“As you wish,” Tythel said, as she always did when he asked her to use his first name. He gave her a slightly wide-eyed look that Tythel thought meant he was expecting something, but she was still unsure what he was.
“So…on the walls again? Looking out for Alohym ships?”
“No. We have sentries that will spot them before I do.” That last bit was partially a lie – her good eye would likely catch the ship first – but since she’d been staring at a notebook it was also partially true. “I was writing.”
She slid off the wall to join Tellias on the ground. “Oh? A diary?”
“Essentially, yes. It’s important to keep track of what’s happening, and my thoughts and feelings during it.”
Whatever response he had been expecting, it hadn’t been that. Tellias blinked in confusion, a gesture Tythel immensely appreciated since it took no thought to understand. Does he do that for my benefit? Or is it something people do? “Why is it so important?” he asked.
“Primary sources. If our rebellion succeeds, it will be a historic event. Or, if it fails spectacularly enough, it might also be enough. Future historians will be scounging for any record of the times they can find. If they find my notes, it will give them a primary source they can rely upon.”
“I…see.” Tellias recovered his footing. “Well, that’s certainly nobel of you, to provide them with a reliable and unbiased source.”
Tythel tilted her head, careful not to tilt it too far. Humans did tilt their heads to express confusion sometimes, she’d learned, but rarely to the extremes that she was used to. “Nobility has nothing to do with it. I’m a historian myself. I appreciate primary sources, so it’s important to pay that forward. And I’m hardly unbiased. I don’t understand why you would say that – unless you were mocking me?”
“No, no, perish the thought!” Tellias took off his hat and bowed to her. “I knew you were a scholar, and assumed you’d be trying to keep your account unbiased.”
“Oh.” Tythel blinked in thought. “I suppose I should be, but any halfway decent historian will assume I’m biased and account for that. I still will take notes of my own bias, though, for future readers.” She began to walk back to the camp.
Tellias had to step quickly to keep up with her, which gave Tythel a chance to think. Tellias confused her. He often sought her out to speak to her, but rarely in the company of others. She’d thought he was trying to form a friendship with her, but whenever she invited him to join them, he’d declined. What does he want from me?
She considered asking him directly, but thought that would be too blunt, even for her. Instead, she decided to change the topic. “Have Armin and the rest of the Magi returned from today’s excavations?”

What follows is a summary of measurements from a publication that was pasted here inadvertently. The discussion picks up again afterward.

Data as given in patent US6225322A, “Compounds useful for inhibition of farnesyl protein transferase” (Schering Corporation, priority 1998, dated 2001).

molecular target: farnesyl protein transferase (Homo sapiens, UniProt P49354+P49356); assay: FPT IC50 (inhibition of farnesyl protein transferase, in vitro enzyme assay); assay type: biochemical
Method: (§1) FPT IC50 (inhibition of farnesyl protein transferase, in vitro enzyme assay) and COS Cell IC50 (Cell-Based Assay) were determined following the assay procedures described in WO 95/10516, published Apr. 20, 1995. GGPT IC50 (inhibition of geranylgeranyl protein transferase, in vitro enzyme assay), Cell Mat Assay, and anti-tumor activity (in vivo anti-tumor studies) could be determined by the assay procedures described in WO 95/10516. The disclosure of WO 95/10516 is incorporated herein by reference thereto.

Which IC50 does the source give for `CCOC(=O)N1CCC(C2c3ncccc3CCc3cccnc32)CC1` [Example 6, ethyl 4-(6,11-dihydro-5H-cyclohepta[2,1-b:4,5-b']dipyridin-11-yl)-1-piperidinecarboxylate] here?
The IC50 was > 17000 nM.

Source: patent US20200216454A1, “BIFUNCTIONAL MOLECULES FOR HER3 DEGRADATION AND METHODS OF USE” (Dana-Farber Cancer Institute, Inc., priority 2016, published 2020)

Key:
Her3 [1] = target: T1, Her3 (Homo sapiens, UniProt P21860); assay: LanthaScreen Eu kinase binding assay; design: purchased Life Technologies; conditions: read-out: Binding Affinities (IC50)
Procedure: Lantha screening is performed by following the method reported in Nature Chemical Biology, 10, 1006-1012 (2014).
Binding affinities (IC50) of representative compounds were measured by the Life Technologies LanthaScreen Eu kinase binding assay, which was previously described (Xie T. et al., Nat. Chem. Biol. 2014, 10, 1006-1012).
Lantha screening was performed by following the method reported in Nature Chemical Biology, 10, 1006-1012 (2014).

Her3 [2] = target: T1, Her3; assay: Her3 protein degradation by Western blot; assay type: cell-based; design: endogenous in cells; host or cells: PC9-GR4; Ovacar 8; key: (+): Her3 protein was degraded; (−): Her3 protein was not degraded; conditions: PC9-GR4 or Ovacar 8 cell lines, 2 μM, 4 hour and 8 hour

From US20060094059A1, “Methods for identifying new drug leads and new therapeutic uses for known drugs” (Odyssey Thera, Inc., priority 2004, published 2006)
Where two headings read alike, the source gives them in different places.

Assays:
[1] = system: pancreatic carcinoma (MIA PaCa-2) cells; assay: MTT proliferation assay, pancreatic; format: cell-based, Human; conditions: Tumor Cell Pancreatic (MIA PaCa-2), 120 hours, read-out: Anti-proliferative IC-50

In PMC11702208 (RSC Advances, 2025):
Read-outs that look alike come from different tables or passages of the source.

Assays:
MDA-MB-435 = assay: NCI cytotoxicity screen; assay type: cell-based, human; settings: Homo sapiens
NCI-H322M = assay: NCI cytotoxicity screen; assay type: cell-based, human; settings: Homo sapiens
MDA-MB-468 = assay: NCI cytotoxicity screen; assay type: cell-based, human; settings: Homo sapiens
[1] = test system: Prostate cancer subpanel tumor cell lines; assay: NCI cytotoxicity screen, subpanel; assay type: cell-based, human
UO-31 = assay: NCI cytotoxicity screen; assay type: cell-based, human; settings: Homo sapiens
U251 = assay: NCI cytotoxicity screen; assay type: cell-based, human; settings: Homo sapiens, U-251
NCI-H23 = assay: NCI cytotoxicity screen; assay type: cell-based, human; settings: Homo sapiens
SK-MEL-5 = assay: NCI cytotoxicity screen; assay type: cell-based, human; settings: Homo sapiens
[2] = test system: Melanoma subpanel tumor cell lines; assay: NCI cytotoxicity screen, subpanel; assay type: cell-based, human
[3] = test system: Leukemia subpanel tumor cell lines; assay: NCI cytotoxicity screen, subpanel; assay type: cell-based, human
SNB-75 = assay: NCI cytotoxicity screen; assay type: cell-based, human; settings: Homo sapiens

Tellias frowned for half a second, the same way he did whenever she mentioned Armin or Haradeth. Do you not like them? Maybe I should invite him to join Eupheme, Ossman, and I without the other two around. He might appreciate that. “Not yet, your highness. Nor, if I may anticipate your next question, has Haradeth returned from the Sylvani lands.”
Tythel let out a huff of air. “He should have been back by now. Ideally with Lorathor and a small army of Sylvani in tow.”
“Your highness, if I may? I think ideally, he’d return with a large army of Sylvani.”
Tythel chuckled at the joke. “I like to temper my expectations.”
“A wise mindset for a ruler, your highness.”
“I don’t rule anything – and if we don’t get reinforcements, it’s very likely the only kingdom I’ll ever have a chance to rule will be within the Shadow’s embrace.”
That put a damper on the conversation, which hadn’t been Tythel’s intention. Still, it served to keep Tellias quiet for the remainder of the walk to camp. You’re being uncharitable. He’s not bad to talk to. He just confuses you and that makes you uncomfortable.
Before she could open her mouth to apologize, she saw someone walking towards them. Eupheme, who was waving her hands for attention. “Hurry up! Where have you been?”
Tythel picked up her pace, muttering an apology for Tellias. He couldn’t hope to keep up with her now that she was sprinting. “What’s wrong? Is it the Alohym? Is it-”
Eupheme cut her off with a shake of her head and a grin. “No, nothing bad! The Duke was looking for you. They’ve made progress on Theognis’ cypher, and he’s called a meeting. They think they might have a location on the Vacuity Engine.”
Tythel blinked in excitement, and turned to dash towards the center of camp. Tellias was left lagging behind, and Eupheme only kept up by leaping from shadow to shadow.
It was the first good news they’d gotten since the death of Rephylon. Tythel wasn’t going to risk missing it.